Empanadillas are one of the star dishes of Spanish gastronomy. A dish that can become a small tapa or side dish, or a simple but tasty main course. However, although the filling for empanadillas can be very varied, we always end up using the same ones: tuna, meat, chicken, perhaps some vegetables… But did you know that empanadillas are not a culinary speciality that is only produced in Spain? The truth is that they are made in many countries, such as Japan, where they are known as ‘gyozas’. If you fancy a break from the routine of the typical empanadas, don’t worry, because today we are going to tell you all about these Japanese pasties.
What are gyozas?
Gyozas are a type of dumpling, a term that refers to any dish consisting of a dough with a filling inside. They consist of a thin dough made from wheat flour and are usually filled with minced meat and vegetables, although the filling can be made from any ingredient. They are crescent-shaped and can be cooked either by boiling them in water or by frying them.
However, if you have ever had the pleasure of trying this little Japanese snack, you will know that gyozas are accompanied by a sauce with a very distinctive flavour. This sauce is made from soy sauce and vinegar. It is a sauce with a very intense flavour that goes perfectly with gyozas and adds a touch of acidity that will awaken the umami in your palate.
Nowadays, gyozas are such an internationalised dish that you can find them not only in Asian restaurants, but also in our shop in Barcelona or in our online shop. So if reading this article makes you itchy, think that you have it very easy to find these Japanese delicacies.
Where to buy gyozas?
You can find many of these products in our online shop or in our shop in Barcelona.
Gyoza de verdura y pollo (AJINOMOTO). Pack de 30 uds 600g
Gyoza de Pollo y Verdura 42-48pcs (NH) 600g
Gyoza de manzana 20pcs (AJINOMOTO) 400g
Gyoza de verdura (AJINOMOTO) 30uds 600g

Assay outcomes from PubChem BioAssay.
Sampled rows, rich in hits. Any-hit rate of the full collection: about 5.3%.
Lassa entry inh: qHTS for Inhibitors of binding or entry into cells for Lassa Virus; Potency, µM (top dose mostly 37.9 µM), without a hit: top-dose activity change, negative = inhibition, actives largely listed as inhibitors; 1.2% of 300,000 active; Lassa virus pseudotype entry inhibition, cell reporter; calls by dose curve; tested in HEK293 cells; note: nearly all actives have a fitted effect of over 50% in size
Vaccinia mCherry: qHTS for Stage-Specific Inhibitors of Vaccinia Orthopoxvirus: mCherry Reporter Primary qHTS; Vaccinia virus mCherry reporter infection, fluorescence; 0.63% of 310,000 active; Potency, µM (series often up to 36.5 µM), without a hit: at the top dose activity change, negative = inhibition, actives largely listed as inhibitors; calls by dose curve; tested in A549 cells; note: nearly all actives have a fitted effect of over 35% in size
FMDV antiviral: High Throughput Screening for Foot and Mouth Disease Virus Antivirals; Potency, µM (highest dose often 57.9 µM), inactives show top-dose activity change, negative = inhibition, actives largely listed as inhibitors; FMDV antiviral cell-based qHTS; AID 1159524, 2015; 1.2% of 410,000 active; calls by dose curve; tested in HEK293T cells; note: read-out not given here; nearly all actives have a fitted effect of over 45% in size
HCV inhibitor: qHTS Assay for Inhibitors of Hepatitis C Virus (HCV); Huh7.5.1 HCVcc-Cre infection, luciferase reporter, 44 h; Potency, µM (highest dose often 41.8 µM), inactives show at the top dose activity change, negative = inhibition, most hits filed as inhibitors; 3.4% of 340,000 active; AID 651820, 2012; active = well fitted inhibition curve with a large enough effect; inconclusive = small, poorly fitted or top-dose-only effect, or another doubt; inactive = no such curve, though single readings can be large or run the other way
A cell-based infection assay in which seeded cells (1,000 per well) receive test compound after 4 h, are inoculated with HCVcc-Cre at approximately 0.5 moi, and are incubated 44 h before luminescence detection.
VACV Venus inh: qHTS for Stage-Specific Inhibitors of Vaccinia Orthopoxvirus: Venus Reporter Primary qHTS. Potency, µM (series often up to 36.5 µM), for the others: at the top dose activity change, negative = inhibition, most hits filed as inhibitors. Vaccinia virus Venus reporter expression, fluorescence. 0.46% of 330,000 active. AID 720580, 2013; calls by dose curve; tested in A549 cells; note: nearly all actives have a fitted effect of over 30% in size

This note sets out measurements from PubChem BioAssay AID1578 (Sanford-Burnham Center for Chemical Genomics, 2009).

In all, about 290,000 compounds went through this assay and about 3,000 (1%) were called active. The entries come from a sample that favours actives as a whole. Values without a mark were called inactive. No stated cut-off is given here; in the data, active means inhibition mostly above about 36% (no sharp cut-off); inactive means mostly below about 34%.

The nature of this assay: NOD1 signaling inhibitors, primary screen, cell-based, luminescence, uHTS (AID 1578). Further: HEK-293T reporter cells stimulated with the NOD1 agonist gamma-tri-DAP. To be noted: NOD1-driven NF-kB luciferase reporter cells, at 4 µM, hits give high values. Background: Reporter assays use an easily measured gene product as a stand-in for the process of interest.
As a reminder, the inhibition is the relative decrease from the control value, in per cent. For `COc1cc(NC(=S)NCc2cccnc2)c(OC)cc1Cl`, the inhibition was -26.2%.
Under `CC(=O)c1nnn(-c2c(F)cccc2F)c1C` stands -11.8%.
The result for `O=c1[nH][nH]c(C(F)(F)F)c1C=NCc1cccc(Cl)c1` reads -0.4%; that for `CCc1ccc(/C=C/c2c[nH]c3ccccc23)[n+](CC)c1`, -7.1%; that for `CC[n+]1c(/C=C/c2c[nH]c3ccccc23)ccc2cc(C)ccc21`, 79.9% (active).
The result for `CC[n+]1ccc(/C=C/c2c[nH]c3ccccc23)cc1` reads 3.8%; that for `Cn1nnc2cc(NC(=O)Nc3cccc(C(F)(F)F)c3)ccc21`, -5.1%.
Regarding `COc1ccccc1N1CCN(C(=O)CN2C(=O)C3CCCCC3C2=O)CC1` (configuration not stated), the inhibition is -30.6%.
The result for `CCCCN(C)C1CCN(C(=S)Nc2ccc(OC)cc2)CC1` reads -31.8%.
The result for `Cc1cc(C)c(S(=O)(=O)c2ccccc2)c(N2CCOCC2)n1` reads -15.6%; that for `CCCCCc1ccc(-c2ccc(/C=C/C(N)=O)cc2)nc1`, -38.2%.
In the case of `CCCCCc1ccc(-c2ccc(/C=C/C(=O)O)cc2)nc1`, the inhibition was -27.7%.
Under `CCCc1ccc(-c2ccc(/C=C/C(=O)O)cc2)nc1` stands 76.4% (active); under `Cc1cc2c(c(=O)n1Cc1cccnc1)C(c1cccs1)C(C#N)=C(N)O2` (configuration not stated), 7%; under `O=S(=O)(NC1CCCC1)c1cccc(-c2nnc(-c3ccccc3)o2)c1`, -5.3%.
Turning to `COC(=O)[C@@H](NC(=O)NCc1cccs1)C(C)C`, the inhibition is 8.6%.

Gyoza de Verduras 42-48pcs (NH) 600g
Gyoza de gambas y verduras (EBI & NIRA). 20 uds 500g
Gyoza de marisco 40pcs (SEAFOOD MARKET) 800g
Gyoza de gambas (AJINOMOTO) 600g (30un)
Gyoza de pollo curry (AJINOMOTO) POLONIA 600g (30un)
Gyoza de Pato con salsa dulce (AJINOMOTO) 600g
© Diseño web imacreste
Origin and history of gyozas
Like all Japanese dishes, gyozas also have a history. The origin of these dumplings is not Japanese, but Chinese, and they were known as “jiaozi”. The Japanese were inspired by the recipe of this Chinese dish and adapted it to create what we now know as gyozas.
During World War II, Japanese soldiers went to China, specifically to Manchuria, where they were introduced to jiaozi. They were very enthusiastic about this dish, so they decided to try to recreate it in order to enjoy this delicious delicacy again. However, the Japanese were able to add their own personal touch to this recipe and make it a delicacy known all over the world.
Jiaozi and gyozas are very similar but have some differences. The main difference is the dough, which is much thinner for gyozas. Elegance and refinement are characteristics of the Japanese that they apply to all areas of their lives, including cooking. It is not surprising, therefore, that their version of these dumplings embodies these characteristics. The filling is also mashed more finely to give it a softer texture.
Types of gyozas
Although gyoza fillings can be very diverse and give rise to many different types of dumplings, the way the dough is prepared and cooked is the main element that establishes the three types of gyoza.
Yaki gyoza (fried and boiled). This is the best known type of gyoza and the one that is usually served in most restaurants in Madrid, Barcelona and the rest of the country. The way to cook them is to fry them in a pan with very hot oil until they are golden brown and slightly crispy on the outside. They are then dipped in a mixture of water and cornflour, which causes the gyoza to steam. The result is a juicy patty due to the steaming, but at the same time, with a crispy coating from the frying.
Sui gyoza (boiled only). These gyozas are cooked by boiling only and are usually served with a broth. This type of gyoza is not as well known as the previous one, and is not found in all restaurants, but rather in those specialising in this type of dumpling.
Age gyoza (fried only). The main distinguishing feature of this variety is that it has a very crunchy texture, as it is the only one of the three that does not include any cooking with water in its preparation. Like sui gyoza, they are usually found in speciality restaurants.
When the Japanese eat them
Japanese people usually eat these dumplings at home as a main dish or as a side dish with other ingredients and rice. However, it is also more common for restaurants to serve them as a tapa or side dish.